Computerworld posted a story yesterday about hybrid systems speeding up corporate apps. Without getting into the obvious joke about how many miles per gallon these systems will get, this echoes conversations we are having daily with Wall Street and cloud computing firms about how hardware assist can help deal with performance issues – both volume of data, and latency of response
In the article, Steve Conway, an analyst at IDC, is quoted as saying: “[Performance issues] are causing a real shift in the capability to get the work done, ” he said. “It’s no secret that microprocessor speeds stalled out a few years ago. [Computer makers] need to do something, [so] they’re adding accelerators.” The reality is that most enterprise coders are looking to write more abstracted code (C, Java, CEP engine rules, etc) not more processor specific code. It is beyond the capability of most enterprise programmers to parallelize their code across CPUs and consolidate the results. Vendor coders eventually make strides in these directions, but they too have plenty of motivation to stay processor agnostic. For hardware assist to catch on quickly, it has to be seamless to the people writing the apps. Best of all is if it can slip in with no changes to the app at all. This is much easier to do for standardized protocols like messaging and caching than it is for custom algo trading or other customer-specific coding.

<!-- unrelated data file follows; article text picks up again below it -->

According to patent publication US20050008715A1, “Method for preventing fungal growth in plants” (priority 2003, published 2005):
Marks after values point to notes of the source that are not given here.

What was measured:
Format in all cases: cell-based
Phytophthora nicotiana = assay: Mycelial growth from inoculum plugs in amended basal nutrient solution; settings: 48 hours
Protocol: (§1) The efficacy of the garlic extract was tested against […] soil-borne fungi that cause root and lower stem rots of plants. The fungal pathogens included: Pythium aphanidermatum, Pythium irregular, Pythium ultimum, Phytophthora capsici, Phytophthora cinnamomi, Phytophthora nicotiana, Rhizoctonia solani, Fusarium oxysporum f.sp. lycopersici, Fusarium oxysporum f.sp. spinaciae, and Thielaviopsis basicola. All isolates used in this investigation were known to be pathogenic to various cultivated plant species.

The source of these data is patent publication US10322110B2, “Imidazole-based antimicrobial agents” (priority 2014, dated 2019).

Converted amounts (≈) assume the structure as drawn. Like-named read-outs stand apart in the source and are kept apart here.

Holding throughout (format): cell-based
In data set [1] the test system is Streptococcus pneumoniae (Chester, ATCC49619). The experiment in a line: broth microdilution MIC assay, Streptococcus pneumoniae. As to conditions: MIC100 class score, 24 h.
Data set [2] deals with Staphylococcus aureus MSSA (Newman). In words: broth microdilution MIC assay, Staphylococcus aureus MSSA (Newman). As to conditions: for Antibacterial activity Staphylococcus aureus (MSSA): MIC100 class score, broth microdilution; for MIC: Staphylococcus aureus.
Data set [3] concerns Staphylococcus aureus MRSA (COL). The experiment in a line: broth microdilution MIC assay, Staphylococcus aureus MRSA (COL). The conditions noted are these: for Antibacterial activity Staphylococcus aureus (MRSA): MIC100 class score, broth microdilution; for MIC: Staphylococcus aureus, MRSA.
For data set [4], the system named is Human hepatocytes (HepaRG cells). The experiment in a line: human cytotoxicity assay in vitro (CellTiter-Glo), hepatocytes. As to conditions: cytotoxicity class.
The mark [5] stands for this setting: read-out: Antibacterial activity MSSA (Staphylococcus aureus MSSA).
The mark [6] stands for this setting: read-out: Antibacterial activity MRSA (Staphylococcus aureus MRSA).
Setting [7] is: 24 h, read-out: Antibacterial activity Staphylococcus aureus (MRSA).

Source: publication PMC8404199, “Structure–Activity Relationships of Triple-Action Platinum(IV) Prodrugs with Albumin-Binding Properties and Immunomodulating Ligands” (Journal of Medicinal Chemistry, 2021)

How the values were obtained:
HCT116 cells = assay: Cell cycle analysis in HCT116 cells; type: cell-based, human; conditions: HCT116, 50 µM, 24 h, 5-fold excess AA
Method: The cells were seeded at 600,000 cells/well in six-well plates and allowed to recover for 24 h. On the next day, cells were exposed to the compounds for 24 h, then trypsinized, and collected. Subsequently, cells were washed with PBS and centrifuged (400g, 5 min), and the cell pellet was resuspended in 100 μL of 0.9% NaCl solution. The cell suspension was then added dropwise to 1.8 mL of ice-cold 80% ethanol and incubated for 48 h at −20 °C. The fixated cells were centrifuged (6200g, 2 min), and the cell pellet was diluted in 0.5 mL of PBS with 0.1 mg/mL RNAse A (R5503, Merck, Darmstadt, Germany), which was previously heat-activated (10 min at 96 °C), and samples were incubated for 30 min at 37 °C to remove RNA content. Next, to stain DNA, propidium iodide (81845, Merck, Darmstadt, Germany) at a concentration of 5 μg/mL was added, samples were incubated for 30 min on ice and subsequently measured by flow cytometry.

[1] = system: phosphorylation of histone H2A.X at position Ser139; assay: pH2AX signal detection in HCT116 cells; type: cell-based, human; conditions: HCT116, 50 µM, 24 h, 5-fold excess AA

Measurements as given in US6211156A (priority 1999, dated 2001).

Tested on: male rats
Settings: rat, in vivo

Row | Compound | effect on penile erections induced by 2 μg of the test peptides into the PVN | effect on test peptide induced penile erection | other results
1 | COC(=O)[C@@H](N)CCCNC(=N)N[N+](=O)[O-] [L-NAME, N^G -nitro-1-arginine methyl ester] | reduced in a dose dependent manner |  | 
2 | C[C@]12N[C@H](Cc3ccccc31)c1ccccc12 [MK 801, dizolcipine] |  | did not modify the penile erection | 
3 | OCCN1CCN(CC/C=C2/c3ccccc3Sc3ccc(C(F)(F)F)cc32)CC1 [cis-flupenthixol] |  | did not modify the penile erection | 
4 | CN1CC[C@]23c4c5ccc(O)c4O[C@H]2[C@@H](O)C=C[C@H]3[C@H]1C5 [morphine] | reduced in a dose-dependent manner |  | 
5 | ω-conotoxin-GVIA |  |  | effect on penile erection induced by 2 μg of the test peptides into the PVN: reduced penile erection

The great debate right now, on Wall St. in particular, is how much of the future of fast distributed computing can be ’off-the-shelf‘ in software/hardware and how much of it will require customers to re-architect their apps, which still represent the largest portions of end-to-end latency in most cases.
This is where the crystal ball is needed and the implications of this story really get interesting. Who will bring to market the component tools to make hardware assist as easy and seamless as possible for enterprise IT-grade coders to take advantage? Will the next hot recruits in finance be video game designers (who understand how these ultra-fast graphics chips work)?
One thing is for sure, this hybrid space will move a lot further a lot faster than the evolution of greener transportation has…
From 2005 to 2017, Mr. Neumann was responsible for all aspects of strategic, corporate, product and vertical marketing. Before Solace, he held executive marketing positions with TIBCO and Oracle, and co-founded an internet software company called inCommon which was acquired by TIBCO. During his tenure at TIBCO, Mr. Neumann played a key role in planning company strategic direction relating to target markets and candidate acquisitions.[position] => [url] => https://solace.com/blog/author/larry-neumann/ ) )